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You are what – and when – you eat

Vinod Patel
Vinod Patel reviews new evidence on low-carb diets, ultra-processed foods and time-restricted eating, plus GLP-1 RAs, risk markers and diabetes complications.

In our diabetes service, we use the Alphabet strategy (Upreti et al, 2021) for diabetes care. This checklist approach is based on Advice, Blood pressure, Cholesterol and CKD prevention, Diabetes control, Eyes, Feet and the concept of Guardian drugs. The team is always on the look-out for additional ideas that we can employ in our clinics to reduce complications and improve the lives of our patients with diabetes.

One of our general approaches to weight loss is simply to advise the patient to have a balanced diet in terms of protein content, small amounts of fat, and at least five to seven portions of fruits and vegetables, but to halve the carbohydrate intake. The research study undertaken by Hu et al supports this (click here for the Digest). The authors followed up 10 101 people with type 2 diabetes for over 13 years on average, and observed that lower-carbohydrate diets (LCDs) were associated with reduced total mortality and cardiovascular disease. However, there were no significant reductions with animal protein/fat-based LCDs or unhealthy LCDs (i.e. those with high ratios of animal fats/proteins and low-quality carbohydrates).

In a similar vein, the study by Chen et al used data from three large US cohorts (total 198 366 people), with diet repeatedly evaluated every 2–4 years over 30 years of follow-up (click here for the Digest). There was a significant and positive association between total ultra-processed food intake and risk of developing type 2 diabetes (an increased risk of 46% comparing the highest to lowest quintiles of intake).

Staying on the theme of advice to patients, the study by Parr et al was interesting as it suggests that time-restricted eating (TRE) patterns have the potential to improve glycaemic control (click here for the Digest). The authors examined the effect of TRE (restricting eating to a 9-hour window) on at least 5 days a week. Only 19 participants, with an HbA1c of 60 mmol/mol and BMI approximately 34 kg/m2, were studied in a non-randomised trial. TRE did not alter total daily calorie intake, macronutrient composition or physical activity. The daily eating window was reduced by 2 hours 35 minutes compared with baseline, and the mean 24-hour glucose concentration decreased in the 4-week TRE period. The participants also spent 10% more time in range (3.9–10.0 mmol/L) and 10% less time above range (>10.0 mmol/L). This is conclusive evidence, albeit in a small study, that adhering 5 days per week to a 9-hour TRE schedule improves glycaemic control in adults with type 2 diabetes, independent of changes in physical activity or dietary intake.

I absolutely agree with the NICE guidelines on managing patients with SGLT2 inhibitors (within licensed indications or simply in those with a QRISK2 score of ≥10%). Many of our patients are on GLP-1 receptor agonists (GLP-1 RAs) as well. It is reassuring to see new evidence that the latter agents have the potential to reduce ischaemic cerebrovascular events, rather than just HbA1c and body weight. Banerjee et al analysed data from 28 randomised controlled trials of GLP-1 RAs and concluded that adverse cerebrovascular outcomes were reduced significantly by 17% compared with placebo and active comparators (click here for the Digest). Specifically, the benefits were statistically significant for dulaglutide and subcutaneous or oral semaglutide.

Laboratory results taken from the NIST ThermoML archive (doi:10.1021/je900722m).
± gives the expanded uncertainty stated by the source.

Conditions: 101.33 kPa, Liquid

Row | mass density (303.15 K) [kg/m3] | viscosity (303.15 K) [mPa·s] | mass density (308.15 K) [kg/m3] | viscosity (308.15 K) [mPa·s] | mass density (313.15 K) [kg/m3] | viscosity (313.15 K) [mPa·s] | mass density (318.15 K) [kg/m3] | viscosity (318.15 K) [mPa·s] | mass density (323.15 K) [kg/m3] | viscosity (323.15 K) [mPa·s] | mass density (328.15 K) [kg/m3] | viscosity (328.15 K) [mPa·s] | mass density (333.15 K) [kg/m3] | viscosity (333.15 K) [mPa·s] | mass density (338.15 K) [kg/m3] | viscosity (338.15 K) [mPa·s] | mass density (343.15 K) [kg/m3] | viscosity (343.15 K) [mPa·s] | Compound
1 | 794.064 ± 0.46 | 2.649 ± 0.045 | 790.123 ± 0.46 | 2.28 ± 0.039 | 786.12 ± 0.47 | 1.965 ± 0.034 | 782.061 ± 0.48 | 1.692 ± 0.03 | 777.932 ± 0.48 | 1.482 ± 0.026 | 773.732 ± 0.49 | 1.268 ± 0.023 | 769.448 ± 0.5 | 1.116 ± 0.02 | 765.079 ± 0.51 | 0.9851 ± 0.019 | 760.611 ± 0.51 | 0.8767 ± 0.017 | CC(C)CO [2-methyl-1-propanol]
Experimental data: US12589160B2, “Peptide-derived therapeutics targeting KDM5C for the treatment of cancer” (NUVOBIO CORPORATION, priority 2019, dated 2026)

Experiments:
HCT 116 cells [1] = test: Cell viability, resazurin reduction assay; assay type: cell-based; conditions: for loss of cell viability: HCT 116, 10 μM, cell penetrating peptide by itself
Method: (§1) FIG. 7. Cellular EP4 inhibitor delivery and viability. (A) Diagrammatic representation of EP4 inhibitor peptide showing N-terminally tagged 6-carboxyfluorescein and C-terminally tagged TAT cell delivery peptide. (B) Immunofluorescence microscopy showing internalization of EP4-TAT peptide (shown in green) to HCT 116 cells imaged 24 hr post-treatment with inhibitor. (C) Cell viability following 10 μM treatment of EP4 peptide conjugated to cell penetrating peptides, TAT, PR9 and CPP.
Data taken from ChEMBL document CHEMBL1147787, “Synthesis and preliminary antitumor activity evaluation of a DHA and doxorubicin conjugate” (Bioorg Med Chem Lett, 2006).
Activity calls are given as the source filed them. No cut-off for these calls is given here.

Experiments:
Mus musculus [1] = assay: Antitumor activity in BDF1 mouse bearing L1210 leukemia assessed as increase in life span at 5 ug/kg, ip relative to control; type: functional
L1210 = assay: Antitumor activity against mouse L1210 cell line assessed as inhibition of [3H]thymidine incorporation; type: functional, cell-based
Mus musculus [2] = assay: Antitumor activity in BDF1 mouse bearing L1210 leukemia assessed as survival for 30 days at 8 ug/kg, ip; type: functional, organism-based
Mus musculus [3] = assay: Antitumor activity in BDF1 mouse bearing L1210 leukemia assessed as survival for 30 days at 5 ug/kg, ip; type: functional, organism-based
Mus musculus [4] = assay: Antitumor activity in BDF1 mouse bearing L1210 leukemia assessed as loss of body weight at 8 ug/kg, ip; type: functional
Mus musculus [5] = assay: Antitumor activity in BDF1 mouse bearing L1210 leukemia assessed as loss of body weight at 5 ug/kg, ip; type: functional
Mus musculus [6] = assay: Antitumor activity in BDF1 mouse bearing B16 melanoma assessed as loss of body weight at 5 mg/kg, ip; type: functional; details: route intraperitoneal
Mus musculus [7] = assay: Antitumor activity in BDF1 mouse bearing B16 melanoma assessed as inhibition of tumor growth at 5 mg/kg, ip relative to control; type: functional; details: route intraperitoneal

I would like to finish with a study that reported on the importance of targeting multiple risk markers in patients with type 2 diabetes by Tye et al (click here for the Digest). This was a post hoc analysis of the well-known CANVAS cardiovascular outcome trial of canagliflozin. In this study, “clinically relevant improvements in cardiovascular risk factors” were defined as reductions in HbA1c of ≥1.0% (approximately 11 mmol/mol), systolic blood pressure ≥10 mmHg, body weight ≥3 kg, uACR ≥30%, uric acid ≥0.5 mg/dL, or an increase in haemoglobin of ≥1.0 g/dL from baseline to week 26. Participants were categorised according to the number of improvements in these cardiovascular risk markers.

There were 9487 participants (93.5% of the total CANVAS/CANVAS-R population) with available data at baseline and week 26. After week 26, the adjusted risk reduction associated with four or more improvements in the above risk markers versus no risk marker improvement were 33% for composite cardiovascular events, 42% for heart failure or cardiovascular death, and 51% for composite kidney outcomes. Significant trends of decreased hazard ratios for all three outcome types were observed as the number of risk marker improvements increased.

The take-home messages from these papers, then, are:

  • Switching to a healthy low-carbohydrate diet pattern (with minimal ultra-processed foods) after type 2 diabetes diagnosis is associated with lower overall, cardiovascular and cancer-related mortality.
  • Consider time-restricted eating.
  • GLP-1 RAs do reduce strokes.
  • Improvements in multiple risk markers are associated with a reduced risk of cardiovascular and kidney outcomes in comparison to fewer or no risk marker improvements.

So carry with the multifactorial intervention in your patients with diabetes. The Alphabet strategy works!


Upreti R, Lee JD, Kotecha S, Patel V (2021) Alphabet strategy for diabetes care: A checklist approach in the time of COVID-19 and beyond. World J Diabetes 12: 407–19

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